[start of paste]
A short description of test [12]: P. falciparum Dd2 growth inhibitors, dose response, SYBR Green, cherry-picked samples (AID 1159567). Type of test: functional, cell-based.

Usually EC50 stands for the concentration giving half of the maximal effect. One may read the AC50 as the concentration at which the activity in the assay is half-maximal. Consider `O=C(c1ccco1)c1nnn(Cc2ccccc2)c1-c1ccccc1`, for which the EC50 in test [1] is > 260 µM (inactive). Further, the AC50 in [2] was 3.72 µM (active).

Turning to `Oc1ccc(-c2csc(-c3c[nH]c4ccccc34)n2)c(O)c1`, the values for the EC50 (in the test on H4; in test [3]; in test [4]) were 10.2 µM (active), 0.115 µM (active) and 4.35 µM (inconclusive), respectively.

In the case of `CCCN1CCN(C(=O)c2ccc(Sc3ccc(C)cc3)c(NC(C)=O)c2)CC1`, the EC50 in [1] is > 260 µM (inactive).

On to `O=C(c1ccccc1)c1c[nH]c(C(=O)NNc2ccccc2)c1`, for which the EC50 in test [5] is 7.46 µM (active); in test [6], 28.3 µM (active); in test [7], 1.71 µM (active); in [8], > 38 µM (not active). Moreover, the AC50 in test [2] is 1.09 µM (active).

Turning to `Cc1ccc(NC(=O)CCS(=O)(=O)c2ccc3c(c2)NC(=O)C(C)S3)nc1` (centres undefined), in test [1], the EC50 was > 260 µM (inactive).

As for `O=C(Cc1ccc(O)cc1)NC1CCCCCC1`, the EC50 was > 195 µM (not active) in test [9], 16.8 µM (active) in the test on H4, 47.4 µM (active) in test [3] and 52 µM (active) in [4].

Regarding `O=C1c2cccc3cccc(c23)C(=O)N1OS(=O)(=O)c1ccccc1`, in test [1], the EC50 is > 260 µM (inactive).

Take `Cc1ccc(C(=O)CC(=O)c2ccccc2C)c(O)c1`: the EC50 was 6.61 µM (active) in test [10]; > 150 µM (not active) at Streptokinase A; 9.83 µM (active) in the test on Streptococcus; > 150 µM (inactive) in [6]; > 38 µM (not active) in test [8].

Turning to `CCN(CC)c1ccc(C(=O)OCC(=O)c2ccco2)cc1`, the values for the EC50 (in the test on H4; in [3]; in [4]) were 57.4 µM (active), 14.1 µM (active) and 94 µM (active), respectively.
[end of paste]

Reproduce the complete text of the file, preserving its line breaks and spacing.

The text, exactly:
A short description of test [12]: P. falciparum Dd2 growth inhibitors, dose response, SYBR Green, cherry-picked samples (AID 1159567). Type of test: functional, cell-based.

Usually EC50 stands for the concentration giving half of the maximal effect. One may read the AC50 as the concentration at which the activity in the assay is half-maximal. Consider `O=C(c1ccco1)c1nnn(Cc2ccccc2)c1-c1ccccc1`, for which the EC50 in test [1] is > 260 µM (inactive). Further, the AC50 in [2] was 3.72 µM (active).

Turning to `Oc1ccc(-c2csc(-c3c[nH]c4ccccc34)n2)c(O)c1`, the values for the EC50 (in the test on H4; in test [3]; in test [4]) were 10.2 µM (active), 0.115 µM (active) and 4.35 µM (inconclusive), respectively.

In the case of `CCCN1CCN(C(=O)c2ccc(Sc3ccc(C)cc3)c(NC(C)=O)c2)CC1`, the EC50 in [1] is > 260 µM (inactive).

On to `O=C(c1ccccc1)c1c[nH]c(C(=O)NNc2ccccc2)c1`, for which the EC50 in test [5] is 7.46 µM (active); in test [6], 28.3 µM (active); in test [7], 1.71 µM (active); in [8], > 38 µM (not active). Moreover, the AC50 in test [2] is 1.09 µM (active).

Turning to `Cc1ccc(NC(=O)CCS(=O)(=O)c2ccc3c(c2)NC(=O)C(C)S3)nc1` (centres undefined), in test [1], the EC50 was > 260 µM (inactive).

As for `O=C(Cc1ccc(O)cc1)NC1CCCCCC1`, the EC50 was > 195 µM (not active) in test [9], 16.8 µM (active) in the test on H4, 47.4 µM (active) in test [3] and 52 µM (active) in [4].

Regarding `O=C1c2cccc3cccc(c23)C(=O)N1OS(=O)(=O)c1ccccc1`, in test [1], the EC50 is > 260 µM (inactive).

Take `Cc1ccc(C(=O)CC(=O)c2ccccc2C)c(O)c1`: the EC50 was 6.61 µM (active) in test [10]; > 150 µM (not active) at Streptokinase A; 9.83 µM (active) in the test on Streptococcus; > 150 µM (inactive) in [6]; > 38 µM (not active) in test [8].

Turning to `CCN(CC)c1ccc(C(=O)OCC(=O)c2ccco2)cc1`, the values for the EC50 (in the test on H4; in [3]; in [4]) were 57.4 µM (active), 14.1 µM (active) and 94 µM (active), respectively.